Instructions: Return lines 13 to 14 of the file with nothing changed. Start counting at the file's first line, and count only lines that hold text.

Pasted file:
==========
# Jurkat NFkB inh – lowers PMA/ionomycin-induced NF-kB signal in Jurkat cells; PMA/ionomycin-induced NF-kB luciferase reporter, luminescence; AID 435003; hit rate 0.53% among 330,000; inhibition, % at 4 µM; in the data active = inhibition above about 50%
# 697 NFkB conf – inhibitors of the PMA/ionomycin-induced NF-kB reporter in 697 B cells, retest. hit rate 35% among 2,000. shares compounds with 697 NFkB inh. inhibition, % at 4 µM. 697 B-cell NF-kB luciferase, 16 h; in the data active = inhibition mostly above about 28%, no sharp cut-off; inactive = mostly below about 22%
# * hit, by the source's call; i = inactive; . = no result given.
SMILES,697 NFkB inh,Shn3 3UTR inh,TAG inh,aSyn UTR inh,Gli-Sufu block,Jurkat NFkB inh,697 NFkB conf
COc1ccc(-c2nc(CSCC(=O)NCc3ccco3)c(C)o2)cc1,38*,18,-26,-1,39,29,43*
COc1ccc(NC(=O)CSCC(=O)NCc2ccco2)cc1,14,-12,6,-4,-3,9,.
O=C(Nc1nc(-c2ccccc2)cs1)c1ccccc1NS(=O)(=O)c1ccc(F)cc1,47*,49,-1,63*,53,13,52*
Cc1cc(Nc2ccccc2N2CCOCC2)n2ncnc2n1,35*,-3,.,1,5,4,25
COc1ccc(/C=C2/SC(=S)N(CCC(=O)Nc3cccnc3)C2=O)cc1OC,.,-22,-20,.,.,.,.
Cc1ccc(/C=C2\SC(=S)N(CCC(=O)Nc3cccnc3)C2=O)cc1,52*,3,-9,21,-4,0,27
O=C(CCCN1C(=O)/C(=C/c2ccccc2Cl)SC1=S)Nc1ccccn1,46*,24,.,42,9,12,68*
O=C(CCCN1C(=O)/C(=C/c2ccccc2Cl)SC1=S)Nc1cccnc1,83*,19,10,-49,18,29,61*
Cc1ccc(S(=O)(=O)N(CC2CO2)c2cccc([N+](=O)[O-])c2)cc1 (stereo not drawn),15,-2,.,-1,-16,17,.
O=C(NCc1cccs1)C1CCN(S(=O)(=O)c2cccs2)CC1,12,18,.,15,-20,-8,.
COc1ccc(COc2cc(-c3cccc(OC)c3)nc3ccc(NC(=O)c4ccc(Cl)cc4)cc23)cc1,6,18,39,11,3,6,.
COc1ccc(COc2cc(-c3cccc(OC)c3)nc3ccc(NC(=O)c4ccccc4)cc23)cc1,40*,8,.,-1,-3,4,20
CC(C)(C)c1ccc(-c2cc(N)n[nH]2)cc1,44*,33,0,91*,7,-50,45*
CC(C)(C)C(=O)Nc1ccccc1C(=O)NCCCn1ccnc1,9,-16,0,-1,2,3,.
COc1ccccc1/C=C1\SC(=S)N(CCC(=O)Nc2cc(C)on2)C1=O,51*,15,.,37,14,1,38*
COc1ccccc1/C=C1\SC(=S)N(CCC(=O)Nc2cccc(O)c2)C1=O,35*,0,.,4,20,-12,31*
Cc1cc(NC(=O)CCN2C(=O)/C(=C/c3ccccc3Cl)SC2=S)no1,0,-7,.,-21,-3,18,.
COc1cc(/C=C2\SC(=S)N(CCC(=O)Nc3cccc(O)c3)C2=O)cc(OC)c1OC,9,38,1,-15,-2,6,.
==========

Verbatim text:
Cc1ccc(S(=O)(=O)N(CC2CO2)c2cccc([N+](=O)[O-])c2)cc1 (stereo not drawn),15,-2,.,-1,-16,17,.
O=C(NCc1cccs1)C1CCN(S(=O)(=O)c2cccs2)CC1,12,18,.,15,-20,-8,.